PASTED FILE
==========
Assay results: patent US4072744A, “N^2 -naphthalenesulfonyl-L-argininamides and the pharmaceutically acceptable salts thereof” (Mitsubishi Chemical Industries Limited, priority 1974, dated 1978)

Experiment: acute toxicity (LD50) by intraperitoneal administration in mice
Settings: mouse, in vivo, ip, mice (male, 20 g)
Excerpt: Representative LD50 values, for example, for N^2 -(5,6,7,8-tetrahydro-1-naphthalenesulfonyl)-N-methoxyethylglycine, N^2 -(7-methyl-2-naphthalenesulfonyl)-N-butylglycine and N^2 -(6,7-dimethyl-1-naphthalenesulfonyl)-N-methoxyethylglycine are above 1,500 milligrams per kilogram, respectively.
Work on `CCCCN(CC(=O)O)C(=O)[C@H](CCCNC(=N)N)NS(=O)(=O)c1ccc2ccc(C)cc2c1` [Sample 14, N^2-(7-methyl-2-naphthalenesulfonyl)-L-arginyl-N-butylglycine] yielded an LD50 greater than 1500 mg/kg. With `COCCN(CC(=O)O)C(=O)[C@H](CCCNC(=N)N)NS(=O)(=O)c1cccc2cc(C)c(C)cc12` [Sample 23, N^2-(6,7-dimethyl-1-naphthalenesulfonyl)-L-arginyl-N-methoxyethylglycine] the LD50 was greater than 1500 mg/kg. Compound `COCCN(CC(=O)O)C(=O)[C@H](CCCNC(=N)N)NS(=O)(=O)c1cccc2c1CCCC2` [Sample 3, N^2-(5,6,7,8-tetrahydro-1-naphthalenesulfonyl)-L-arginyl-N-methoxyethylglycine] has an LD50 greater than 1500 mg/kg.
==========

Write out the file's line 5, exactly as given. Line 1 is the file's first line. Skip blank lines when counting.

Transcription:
Work on `CCCCN(CC(=O)O)C(=O)[C@H](CCCNC(=N)N)NS(=O)(=O)c1ccc2ccc(C)cc2c1` [Sample 14, N^2-(7-methyl-2-naphthalenesulfonyl)-L-arginyl-N-butylglycine] yielded an LD50 greater than 1500 mg/kg. With `COCCN(CC(=O)O)C(=O)[C@H](CCCNC(=N)N)NS(=O)(=O)c1cccc2cc(C)c(C)cc12` [Sample 23, N^2-(6,7-dimethyl-1-naphthalenesulfonyl)-L-arginyl-N-methoxyethylglycine] the LD50 was greater than 1500 mg/kg. Compound `COCCN(CC(=O)O)C(=O)[C@H](CCCNC(=N)N)NS(=O)(=O)c1cccc2c1CCCC2` [Sample 3, N^2-(5,6,7,8-tetrahydro-1-naphthalenesulfonyl)-L-arginyl-N-methoxyethylglycine] has an LD50 greater than 1500 mg/kg.